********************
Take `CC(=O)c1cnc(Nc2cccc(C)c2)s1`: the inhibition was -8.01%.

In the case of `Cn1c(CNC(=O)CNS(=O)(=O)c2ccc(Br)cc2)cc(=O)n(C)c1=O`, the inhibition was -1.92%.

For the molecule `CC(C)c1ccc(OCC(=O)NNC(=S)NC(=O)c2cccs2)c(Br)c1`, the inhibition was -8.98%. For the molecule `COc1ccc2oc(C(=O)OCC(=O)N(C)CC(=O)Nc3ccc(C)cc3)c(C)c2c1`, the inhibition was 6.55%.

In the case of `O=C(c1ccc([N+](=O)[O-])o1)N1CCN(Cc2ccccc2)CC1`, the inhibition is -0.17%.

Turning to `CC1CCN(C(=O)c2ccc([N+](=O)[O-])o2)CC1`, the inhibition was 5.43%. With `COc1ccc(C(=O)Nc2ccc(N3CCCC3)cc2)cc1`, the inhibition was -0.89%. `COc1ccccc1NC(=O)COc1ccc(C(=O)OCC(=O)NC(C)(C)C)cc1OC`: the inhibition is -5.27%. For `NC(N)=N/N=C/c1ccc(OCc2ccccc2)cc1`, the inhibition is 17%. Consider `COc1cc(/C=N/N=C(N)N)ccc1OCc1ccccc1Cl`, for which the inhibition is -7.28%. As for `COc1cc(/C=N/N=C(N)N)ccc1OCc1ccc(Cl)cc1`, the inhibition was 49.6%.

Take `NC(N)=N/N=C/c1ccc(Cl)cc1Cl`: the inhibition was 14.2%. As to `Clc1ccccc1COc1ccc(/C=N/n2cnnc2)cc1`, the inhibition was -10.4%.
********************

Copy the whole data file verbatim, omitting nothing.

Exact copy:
Take `CC(=O)c1cnc(Nc2cccc(C)c2)s1`: the inhibition was -8.01%.

In the case of `Cn1c(CNC(=O)CNS(=O)(=O)c2ccc(Br)cc2)cc(=O)n(C)c1=O`, the inhibition was -1.92%.

For the molecule `CC(C)c1ccc(OCC(=O)NNC(=S)NC(=O)c2cccs2)c(Br)c1`, the inhibition was -8.98%. For the molecule `COc1ccc2oc(C(=O)OCC(=O)N(C)CC(=O)Nc3ccc(C)cc3)c(C)c2c1`, the inhibition was 6.55%.

In the case of `O=C(c1ccc([N+](=O)[O-])o1)N1CCN(Cc2ccccc2)CC1`, the inhibition is -0.17%.

Turning to `CC1CCN(C(=O)c2ccc([N+](=O)[O-])o2)CC1`, the inhibition was 5.43%. With `COc1ccc(C(=O)Nc2ccc(N3CCCC3)cc2)cc1`, the inhibition was -0.89%. `COc1ccccc1NC(=O)COc1ccc(C(=O)OCC(=O)NC(C)(C)C)cc1OC`: the inhibition is -5.27%. For `NC(N)=N/N=C/c1ccc(OCc2ccccc2)cc1`, the inhibition is 17%. Consider `COc1cc(/C=N/N=C(N)N)ccc1OCc1ccccc1Cl`, for which the inhibition is -7.28%. As for `COc1cc(/C=N/N=C(N)N)ccc1OCc1ccc(Cl)cc1`, the inhibition was 49.6%.

Take `NC(N)=N/N=C/c1ccc(Cl)cc1Cl`: the inhibition was 14.2%. As to `Clc1ccccc1COc1ccc(/C=N/n2cnnc2)cc1`, the inhibition was -10.4%.